This is the most frequently used glass. It is supplied in a range of thickness from 2 to 15mm, with 4mm being the most common. Float glass above 8mm thick is often referred to as plate glass and is usually used for fixed shop-front windows. Thicker sizes provide some increase in resistance to breakage.
One good feature of float glass is that if it is broken, and any locks cannot be overcome, intruders need time to break out most of the jagged remaining pieces to allow safe entry.
For safety reasons, float glass is sometimes retro-fitted with plastic ‘Applied Safety Film' ideally of a type designed to meet the requirements of BS6026. Safety film is designed to hold the glass together in the event of accidental breakage, thus reducing the risk of personal injury; but it can also enhance security to a degree, as it hinders breakage and helps retain broken panes within a frame. .
These are made of float glass cast into blocks resembling hollow bricks. Properly installed they can create a very strong glazed area.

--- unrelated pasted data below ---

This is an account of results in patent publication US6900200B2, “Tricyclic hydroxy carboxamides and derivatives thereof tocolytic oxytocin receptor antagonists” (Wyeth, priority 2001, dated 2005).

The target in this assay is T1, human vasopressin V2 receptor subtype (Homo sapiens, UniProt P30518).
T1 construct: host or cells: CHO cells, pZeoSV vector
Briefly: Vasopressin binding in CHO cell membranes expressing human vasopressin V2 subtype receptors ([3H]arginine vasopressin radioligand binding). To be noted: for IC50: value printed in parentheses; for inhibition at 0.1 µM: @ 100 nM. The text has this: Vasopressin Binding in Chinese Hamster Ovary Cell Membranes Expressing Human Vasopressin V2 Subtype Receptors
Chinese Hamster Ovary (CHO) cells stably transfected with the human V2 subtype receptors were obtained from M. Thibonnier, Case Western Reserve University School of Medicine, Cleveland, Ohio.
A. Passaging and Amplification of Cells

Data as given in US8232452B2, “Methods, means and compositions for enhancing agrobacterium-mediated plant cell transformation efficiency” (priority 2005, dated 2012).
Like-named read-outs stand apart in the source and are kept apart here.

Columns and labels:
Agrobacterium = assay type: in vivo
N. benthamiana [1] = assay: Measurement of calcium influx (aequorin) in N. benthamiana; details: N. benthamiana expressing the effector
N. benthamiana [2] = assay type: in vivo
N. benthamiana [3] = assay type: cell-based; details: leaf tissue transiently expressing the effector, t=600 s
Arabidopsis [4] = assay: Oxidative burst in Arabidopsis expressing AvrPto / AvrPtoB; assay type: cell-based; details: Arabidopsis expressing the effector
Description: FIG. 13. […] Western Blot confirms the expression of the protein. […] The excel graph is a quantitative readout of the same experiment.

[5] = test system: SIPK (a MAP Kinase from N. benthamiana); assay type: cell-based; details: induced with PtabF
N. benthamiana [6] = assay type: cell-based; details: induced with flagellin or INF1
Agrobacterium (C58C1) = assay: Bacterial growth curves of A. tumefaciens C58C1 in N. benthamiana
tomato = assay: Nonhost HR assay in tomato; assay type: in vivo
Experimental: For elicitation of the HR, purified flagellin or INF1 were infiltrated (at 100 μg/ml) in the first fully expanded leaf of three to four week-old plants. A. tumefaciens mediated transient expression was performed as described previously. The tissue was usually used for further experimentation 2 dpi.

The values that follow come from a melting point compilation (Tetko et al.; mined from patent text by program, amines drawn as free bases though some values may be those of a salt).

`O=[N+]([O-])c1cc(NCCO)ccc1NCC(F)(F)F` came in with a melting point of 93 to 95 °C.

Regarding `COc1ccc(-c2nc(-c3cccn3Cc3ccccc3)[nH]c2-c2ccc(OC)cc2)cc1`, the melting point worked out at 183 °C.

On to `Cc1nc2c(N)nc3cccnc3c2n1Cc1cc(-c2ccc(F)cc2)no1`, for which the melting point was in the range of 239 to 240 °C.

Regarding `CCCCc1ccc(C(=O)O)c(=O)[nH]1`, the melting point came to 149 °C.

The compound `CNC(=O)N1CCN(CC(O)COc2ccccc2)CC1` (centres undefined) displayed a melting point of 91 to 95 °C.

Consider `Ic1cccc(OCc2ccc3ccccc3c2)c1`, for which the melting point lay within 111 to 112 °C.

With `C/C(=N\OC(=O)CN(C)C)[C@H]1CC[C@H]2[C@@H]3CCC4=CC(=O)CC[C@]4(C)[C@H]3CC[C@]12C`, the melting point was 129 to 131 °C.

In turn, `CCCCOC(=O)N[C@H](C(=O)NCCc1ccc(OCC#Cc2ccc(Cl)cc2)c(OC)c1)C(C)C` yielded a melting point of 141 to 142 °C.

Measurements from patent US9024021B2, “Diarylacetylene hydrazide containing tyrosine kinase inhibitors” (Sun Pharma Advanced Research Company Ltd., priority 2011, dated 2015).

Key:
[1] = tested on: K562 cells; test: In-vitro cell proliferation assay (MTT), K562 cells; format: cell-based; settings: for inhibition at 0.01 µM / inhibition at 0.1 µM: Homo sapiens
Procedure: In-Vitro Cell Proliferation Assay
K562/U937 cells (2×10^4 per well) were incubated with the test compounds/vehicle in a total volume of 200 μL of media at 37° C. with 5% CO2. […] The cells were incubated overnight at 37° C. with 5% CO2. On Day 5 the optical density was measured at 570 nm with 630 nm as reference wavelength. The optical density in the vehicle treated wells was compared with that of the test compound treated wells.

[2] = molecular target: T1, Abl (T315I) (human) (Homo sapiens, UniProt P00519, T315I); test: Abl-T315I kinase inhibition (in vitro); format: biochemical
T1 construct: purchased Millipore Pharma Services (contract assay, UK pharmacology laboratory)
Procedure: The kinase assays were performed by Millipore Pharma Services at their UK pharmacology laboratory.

Wired (Georgian Wired) Glass
This glass has a fine steel mesh sandwiched between two molten layers of glass during its manufacture. It is intended as a fire resistant material, the mesh holding the glass together in the event of a fire.
Although often fitted as ‘secure glazing', such glass is only marginally more resistant to breakage than float glass. However, it is harder to break a wired glass pane completely out of its frame e.g. to gain full entry and the mesh can act as a visual deterrent to breakage.
Toughened/Tempered (Safety) Glass